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Alison Watt – A Kind of Longing

By Gemma Batchelor, 15.03.2023
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Alison Watt, Frances, (2022) Oil on canvas 76 x 62 cm Copyright The Artist Photo: John McKenzie

A rose, a feather, a cabbage leaf, the skull of a goat; these are just some of the objects painted by Alison Watt as part of her continued fascination with the eighteen-century Scottish portrait paint Allan Ramsay (1713-1784). Gemma Batchelor Reviews.

Watt has long been an admirer of Ramsay’s fashionable portraits with female sitters intriguing Watt the most, particularly those of Ramsay's first and second wives Anne Bayne (died 1743) and Margaret Lindsay of Evelick (1726-82). For the paintings currently on display at Tristan Hoare, hosted in collaboration with Parafin, Watt makes the objects that appear as sidenotes in Ramsay’s paintings and sketches her focal subject. They act as symbolic representations of the women, blurring the boundary between the genres of still life and portrait.

These genre-twisting studies are painted with Watt’s characteristic precision and unassuming tones, showing off her understanding of the fall of light and the form of an object. Their somewhat overly-romantic perfection is refreshingly offset by the looser traces of the artist’s paint found on the side of the canvases, a reminder of the materials at play here. The surprising humour of a lone cabbage leaf helps too. It is arguably the most intriguing object, eccentric even in Ramsay’s painting which it hails from.

Installation view, Tristan Hoare, 6 Fitzroy Square. Photo John Mckenzie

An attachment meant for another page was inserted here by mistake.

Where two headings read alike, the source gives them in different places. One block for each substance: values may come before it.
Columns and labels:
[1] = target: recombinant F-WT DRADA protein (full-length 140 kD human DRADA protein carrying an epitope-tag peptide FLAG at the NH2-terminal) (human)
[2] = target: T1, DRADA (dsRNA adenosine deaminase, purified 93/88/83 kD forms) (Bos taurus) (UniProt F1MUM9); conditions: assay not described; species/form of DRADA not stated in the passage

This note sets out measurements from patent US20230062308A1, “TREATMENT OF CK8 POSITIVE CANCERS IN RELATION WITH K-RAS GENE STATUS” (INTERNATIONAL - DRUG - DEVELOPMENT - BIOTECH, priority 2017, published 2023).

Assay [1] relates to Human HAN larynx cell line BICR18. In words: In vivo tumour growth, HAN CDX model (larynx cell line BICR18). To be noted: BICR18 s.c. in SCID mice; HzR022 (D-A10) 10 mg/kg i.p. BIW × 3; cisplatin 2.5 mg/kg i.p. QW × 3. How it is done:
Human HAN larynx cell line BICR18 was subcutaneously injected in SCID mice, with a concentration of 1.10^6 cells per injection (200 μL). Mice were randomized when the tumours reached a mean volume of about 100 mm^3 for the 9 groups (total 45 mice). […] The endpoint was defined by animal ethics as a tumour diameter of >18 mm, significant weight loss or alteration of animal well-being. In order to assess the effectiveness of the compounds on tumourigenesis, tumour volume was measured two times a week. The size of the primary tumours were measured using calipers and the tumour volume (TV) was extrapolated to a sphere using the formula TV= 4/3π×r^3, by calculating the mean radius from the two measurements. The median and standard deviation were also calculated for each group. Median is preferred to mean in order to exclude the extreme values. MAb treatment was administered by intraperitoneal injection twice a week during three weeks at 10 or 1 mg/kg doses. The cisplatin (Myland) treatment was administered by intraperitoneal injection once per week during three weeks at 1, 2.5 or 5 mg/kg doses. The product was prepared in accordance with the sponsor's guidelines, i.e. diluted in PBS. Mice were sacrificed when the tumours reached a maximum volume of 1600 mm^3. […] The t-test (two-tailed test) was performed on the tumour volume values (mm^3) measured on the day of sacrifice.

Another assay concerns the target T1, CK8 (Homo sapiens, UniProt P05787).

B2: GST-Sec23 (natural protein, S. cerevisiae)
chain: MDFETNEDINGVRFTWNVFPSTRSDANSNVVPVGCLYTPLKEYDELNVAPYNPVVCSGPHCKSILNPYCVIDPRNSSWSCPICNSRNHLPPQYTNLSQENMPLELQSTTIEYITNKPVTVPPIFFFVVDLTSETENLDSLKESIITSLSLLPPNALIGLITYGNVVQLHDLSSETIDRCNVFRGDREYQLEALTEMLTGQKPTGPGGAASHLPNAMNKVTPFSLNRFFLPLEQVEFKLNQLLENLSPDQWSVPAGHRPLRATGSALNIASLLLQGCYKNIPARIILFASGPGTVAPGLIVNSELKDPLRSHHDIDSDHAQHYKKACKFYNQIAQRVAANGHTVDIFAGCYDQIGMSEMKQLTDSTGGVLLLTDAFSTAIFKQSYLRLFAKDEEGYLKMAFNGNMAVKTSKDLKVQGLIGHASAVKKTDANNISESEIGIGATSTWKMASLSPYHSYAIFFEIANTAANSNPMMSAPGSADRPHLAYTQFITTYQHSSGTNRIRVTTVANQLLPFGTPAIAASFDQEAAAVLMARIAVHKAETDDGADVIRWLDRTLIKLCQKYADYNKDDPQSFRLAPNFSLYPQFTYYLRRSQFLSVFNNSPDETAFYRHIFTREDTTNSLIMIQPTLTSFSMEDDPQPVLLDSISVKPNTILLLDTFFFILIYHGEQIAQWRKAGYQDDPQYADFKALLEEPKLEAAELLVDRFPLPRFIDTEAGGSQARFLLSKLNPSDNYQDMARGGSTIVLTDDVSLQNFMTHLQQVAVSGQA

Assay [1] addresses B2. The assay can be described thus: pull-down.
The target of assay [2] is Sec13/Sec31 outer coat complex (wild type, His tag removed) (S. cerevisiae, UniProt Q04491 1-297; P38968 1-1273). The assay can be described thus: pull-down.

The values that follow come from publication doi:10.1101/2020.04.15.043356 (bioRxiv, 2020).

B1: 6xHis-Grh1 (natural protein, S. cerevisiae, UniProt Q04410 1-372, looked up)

This series was first showcased at the Scottish National Portrait Gallery in 2021. The 2021 exhibition juxtaposed Watt’s contemporary paintings with the eighteenth- century portraits that inspired them. In this new exhibition, the painted objects do not converse with their portrait counterparts, but instead with the architecture within which the sitters would have likely lived. Tristan Hoare’s gallery in Fitzroy Square is housed in a Grade 1 listed Georgian house, designed by friend of Ramsay, and fellow Scot, Robert Adam (1728- 1792).

It was Watt herself, who expressed a wish to show her paintings in an Adam interior - quite rightly, as they appear as if they were made for the space. The artist’s muted colour palette is in harmony with the still interior and the cool light pouring in from the outside. It is a space for quiet contemplation, of artists across the ages and their subjects. The historic interior also acts as a subtle reminder of something that is incredibly important to Watt’s practice - that she is part of a long tradition of painters. The art historical remains ever present, and revered, through her contemporary painting.

Alison Watt – A Kind of Longing was showing at Tristan Hoare, in collaboration with Parafin. Run ended.